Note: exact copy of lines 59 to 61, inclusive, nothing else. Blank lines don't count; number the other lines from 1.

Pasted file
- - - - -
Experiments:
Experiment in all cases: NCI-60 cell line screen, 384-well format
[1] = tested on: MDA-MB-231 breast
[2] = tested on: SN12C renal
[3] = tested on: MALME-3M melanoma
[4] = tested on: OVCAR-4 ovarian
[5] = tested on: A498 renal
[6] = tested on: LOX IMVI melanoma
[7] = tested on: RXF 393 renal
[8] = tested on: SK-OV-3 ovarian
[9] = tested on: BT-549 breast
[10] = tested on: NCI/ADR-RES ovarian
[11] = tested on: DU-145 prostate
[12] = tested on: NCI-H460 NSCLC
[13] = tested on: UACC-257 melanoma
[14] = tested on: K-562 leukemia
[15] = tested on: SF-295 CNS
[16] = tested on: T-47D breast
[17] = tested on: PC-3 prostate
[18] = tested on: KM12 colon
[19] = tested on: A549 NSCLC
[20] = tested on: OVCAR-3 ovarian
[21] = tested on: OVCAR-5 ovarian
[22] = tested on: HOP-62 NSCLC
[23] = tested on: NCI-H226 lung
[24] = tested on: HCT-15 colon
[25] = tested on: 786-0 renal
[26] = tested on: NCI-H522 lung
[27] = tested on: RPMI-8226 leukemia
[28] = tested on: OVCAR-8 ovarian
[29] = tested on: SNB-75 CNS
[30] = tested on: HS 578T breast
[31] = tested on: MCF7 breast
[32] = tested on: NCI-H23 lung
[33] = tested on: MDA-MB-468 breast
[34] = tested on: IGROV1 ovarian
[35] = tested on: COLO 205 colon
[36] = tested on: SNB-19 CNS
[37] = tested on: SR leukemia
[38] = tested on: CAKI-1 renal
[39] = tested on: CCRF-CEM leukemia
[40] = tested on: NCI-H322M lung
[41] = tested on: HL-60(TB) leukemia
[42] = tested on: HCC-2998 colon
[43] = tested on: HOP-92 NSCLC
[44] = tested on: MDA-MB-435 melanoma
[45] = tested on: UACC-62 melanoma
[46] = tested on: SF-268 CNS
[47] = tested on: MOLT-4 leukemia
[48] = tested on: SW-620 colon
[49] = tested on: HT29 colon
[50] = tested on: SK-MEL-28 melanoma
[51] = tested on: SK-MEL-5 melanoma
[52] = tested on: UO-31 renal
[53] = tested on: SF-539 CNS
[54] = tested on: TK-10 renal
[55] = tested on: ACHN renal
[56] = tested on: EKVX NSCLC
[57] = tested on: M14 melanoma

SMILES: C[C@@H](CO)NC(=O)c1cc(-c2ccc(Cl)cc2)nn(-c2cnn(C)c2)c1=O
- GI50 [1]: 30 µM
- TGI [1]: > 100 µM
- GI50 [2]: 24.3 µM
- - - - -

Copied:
[57] = tested on: M14 melanoma

SMILES: C[C@@H](CO)NC(=O)c1cc(-c2ccc(Cl)cc2)nn(-c2cnn(C)c2)c1=O
- GI50 [1]: 30 µM